An ice storm will precede warmer weather after a week of bitter cold for the Midwest. The significant storm will hit the region Saturday and Sunday, with eastern Missouri, Illinois, Iowa, Indiana, Wisconsin and southern Michigan impacted. Cities affected include St. Louis, Chicago, Des Moines and Springfield, Ill.
As the Arctic air begins to retreat north, warm air will forced north over the cold, forming rain. Since the air will still be cold at the surface, rain will freeze on the way down through the atmosphere. It could form sleet as well as rain, which will freeze on cold surfaces, forming a glaze.
The storm will hit Missouri on Saturday night into Sunday morning. Illinois and Iowa will take a beating on Sunday through Sunday night.
Ice accumulation from the storm could be from a quarter to half an inch. People can expect treacherous travel on roads, including I-70 and I-80, and airport runways coated in ice. The Chicago airports will have to clean up from the storm on Monday morning, which could cause flight delays.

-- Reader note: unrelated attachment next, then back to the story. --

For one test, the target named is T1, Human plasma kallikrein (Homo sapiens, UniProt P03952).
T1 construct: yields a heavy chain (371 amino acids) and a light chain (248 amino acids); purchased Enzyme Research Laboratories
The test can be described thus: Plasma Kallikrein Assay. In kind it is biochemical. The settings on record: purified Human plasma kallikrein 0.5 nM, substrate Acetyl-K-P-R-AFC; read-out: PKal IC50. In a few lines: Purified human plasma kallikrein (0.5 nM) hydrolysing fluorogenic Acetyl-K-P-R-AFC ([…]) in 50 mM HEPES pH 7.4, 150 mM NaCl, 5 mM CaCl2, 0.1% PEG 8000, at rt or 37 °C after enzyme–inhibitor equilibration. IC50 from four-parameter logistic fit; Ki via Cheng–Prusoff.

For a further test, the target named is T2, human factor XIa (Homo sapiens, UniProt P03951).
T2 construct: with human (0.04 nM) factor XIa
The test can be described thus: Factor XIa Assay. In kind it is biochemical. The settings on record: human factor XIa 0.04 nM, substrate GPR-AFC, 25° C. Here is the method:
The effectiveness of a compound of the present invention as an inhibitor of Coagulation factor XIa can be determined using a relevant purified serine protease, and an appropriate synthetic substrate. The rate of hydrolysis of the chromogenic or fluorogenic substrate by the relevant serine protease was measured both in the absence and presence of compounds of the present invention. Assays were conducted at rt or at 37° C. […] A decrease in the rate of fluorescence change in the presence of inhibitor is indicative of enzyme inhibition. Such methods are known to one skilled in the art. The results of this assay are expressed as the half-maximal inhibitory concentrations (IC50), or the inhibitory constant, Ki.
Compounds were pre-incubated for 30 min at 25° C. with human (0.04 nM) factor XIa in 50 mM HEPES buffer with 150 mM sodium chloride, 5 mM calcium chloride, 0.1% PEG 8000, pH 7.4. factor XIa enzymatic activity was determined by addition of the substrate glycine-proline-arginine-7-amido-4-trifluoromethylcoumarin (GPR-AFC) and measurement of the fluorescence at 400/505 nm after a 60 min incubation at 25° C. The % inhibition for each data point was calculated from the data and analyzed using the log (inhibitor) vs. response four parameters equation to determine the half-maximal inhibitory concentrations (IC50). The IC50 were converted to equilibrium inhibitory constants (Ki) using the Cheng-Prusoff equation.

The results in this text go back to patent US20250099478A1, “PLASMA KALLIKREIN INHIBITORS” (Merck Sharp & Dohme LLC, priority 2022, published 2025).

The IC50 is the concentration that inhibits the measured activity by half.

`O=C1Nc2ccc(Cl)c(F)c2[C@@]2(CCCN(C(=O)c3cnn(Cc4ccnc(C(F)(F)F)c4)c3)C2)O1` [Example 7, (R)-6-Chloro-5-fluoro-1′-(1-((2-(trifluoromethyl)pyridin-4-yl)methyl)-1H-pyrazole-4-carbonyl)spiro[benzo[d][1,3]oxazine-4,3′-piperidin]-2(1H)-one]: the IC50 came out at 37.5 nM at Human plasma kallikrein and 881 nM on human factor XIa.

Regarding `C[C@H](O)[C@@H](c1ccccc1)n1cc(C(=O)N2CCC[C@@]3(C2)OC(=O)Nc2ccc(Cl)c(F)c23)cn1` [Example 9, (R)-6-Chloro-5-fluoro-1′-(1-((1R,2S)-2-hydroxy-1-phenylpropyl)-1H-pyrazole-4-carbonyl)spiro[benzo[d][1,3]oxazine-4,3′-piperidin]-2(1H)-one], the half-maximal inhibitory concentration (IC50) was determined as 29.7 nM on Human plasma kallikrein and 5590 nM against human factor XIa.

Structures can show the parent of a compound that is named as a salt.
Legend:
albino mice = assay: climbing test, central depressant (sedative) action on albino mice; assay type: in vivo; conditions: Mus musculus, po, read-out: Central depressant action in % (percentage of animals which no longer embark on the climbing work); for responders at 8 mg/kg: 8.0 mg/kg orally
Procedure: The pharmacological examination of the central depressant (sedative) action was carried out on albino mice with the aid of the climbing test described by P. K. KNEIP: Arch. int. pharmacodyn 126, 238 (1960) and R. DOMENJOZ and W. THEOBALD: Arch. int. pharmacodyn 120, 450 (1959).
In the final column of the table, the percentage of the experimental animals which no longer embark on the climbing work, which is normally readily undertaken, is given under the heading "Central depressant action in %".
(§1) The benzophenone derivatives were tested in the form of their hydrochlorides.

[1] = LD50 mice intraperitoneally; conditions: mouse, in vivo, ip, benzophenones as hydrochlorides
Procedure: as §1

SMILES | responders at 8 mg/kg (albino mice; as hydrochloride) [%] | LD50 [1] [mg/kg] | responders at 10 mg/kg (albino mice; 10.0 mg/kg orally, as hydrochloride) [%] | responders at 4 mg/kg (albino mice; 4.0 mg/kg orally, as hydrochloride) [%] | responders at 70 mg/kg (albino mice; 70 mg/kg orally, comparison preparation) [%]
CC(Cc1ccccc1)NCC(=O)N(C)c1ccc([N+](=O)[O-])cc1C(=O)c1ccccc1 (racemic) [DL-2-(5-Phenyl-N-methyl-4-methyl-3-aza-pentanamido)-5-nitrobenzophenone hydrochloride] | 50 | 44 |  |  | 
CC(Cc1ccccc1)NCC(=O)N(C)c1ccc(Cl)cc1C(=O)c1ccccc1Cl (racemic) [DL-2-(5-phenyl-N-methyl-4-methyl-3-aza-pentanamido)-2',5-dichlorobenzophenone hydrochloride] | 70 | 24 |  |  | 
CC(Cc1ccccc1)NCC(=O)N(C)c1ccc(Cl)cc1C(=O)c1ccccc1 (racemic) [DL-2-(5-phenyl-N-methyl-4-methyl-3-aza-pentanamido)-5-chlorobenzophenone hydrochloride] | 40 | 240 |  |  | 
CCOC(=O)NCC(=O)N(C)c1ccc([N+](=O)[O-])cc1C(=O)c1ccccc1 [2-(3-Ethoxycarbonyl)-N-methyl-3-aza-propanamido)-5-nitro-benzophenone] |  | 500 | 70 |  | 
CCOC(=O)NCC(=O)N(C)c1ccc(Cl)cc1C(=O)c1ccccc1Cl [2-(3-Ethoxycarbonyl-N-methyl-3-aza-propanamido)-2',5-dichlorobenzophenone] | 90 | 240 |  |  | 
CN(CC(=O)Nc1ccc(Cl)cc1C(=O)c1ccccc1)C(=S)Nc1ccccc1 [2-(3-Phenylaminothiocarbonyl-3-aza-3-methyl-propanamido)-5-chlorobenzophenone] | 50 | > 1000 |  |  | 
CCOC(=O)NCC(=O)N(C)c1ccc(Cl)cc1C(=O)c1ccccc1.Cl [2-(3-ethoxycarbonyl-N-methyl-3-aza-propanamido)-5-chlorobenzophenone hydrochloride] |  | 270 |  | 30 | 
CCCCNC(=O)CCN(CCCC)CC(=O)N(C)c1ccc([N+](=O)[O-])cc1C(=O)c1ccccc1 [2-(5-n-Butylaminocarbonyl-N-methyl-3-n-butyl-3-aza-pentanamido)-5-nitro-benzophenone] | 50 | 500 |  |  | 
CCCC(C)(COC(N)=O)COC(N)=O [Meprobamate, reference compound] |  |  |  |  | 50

Eventually the warm air will get down to the surface. The temperatures will rise into the 40s by Monday afternoon, with the ice storm shifting to Pennsylvania and New York. The weather will be even warmer by Tuesday, with highs in the 60s.
Heavy, gusty thunderstorms will affect parts of the central and southern Rockies to the High Plains into Monday night.
As intense thunderstorms rattled over the San Diego area, one driver was alarmed as a falling tree slammed into his vehicle while driving along a crowded highway.
Temperatures will be on the rise across the Northeast this week and continue into the upcoming weekend.
A pattern change will usher in cooler air and rain to the Northwest this week.
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Record 22 days of 90 degrees or higher in September at Columbus. Longest stretch on record.
Cleveland, OH (1998)
9.54" of rain so far this month breaks old September record of 9.30" set in September 1878.
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0.03" of rain ended a 54 day dry string.